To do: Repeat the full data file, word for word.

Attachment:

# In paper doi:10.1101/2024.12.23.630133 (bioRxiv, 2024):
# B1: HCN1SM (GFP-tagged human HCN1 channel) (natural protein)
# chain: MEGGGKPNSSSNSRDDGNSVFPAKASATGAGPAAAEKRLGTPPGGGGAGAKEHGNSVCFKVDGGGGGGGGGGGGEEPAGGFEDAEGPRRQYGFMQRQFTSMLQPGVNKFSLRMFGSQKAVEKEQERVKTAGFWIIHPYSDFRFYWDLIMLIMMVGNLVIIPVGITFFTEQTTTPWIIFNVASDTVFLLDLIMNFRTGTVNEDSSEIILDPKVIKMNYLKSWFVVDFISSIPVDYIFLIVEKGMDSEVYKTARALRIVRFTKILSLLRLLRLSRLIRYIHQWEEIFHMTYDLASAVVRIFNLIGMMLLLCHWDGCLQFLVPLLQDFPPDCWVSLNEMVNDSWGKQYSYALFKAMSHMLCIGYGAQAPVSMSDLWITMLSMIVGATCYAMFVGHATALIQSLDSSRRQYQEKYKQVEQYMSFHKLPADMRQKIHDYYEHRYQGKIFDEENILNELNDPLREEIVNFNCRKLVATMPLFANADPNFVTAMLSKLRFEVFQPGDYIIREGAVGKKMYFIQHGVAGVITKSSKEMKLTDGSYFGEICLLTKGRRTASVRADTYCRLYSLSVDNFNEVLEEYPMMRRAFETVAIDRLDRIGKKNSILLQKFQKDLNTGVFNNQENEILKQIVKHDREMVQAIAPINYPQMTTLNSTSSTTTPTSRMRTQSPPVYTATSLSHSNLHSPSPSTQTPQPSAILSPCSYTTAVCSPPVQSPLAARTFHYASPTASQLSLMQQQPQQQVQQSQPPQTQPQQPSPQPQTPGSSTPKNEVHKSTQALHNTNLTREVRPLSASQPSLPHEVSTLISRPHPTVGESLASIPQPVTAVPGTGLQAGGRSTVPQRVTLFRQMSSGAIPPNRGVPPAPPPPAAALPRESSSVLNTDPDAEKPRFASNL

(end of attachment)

# In paper doi:10.1101/2024.12.23.630133 (bioRxiv, 2024):
# B1: HCN1SM (GFP-tagged human HCN1 channel) (natural protein)
# chain: MEGGGKPNSSSNSRDDGNSVFPAKASATGAGPAAAEKRLGTPPGGGGAGAKEHGNSVCFKVDGGGGGGGGGGGGEEPAGGFEDAEGPRRQYGFMQRQFTSMLQPGVNKFSLRMFGSQKAVEKEQERVKTAGFWIIHPYSDFRFYWDLIMLIMMVGNLVIIPVGITFFTEQTTTPWIIFNVASDTVFLLDLIMNFRTGTVNEDSSEIILDPKVIKMNYLKSWFVVDFISSIPVDYIFLIVEKGMDSEVYKTARALRIVRFTKILSLLRLLRLSRLIRYIHQWEEIFHMTYDLASAVVRIFNLIGMMLLLCHWDGCLQFLVPLLQDFPPDCWVSLNEMVNDSWGKQYSYALFKAMSHMLCIGYGAQAPVSMSDLWITMLSMIVGATCYAMFVGHATALIQSLDSSRRQYQEKYKQVEQYMSFHKLPADMRQKIHDYYEHRYQGKIFDEENILNELNDPLREEIVNFNCRKLVATMPLFANADPNFVTAMLSKLRFEVFQPGDYIIREGAVGKKMYFIQHGVAGVITKSSKEMKLTDGSYFGEICLLTKGRRTASVRADTYCRLYSLSVDNFNEVLEEYPMMRRAFETVAIDRLDRIGKKNSILLQKFQKDLNTGVFNNQENEILKQIVKHDREMVQAIAPINYPQMTTLNSTSSTTTPTSRMRTQSPPVYTATSLSHSNLHSPSPSTQTPQPSAILSPCSYTTAVCSPPVQSPLAARTFHYASPTASQLSLMQQQPQQQVQQSQPPQTQPQQPSPQPQTPGSSTPKNEVHKSTQALHNTNLTREVRPLSASQPSLPHEVSTLISRPHPTVGESLASIPQPVTAVPGTGLQAGGRSTVPQRVTLFRQMSSGAIPPNRGVPPAPPPPAAALPRESSSVLNTDPDAEKPRFASNL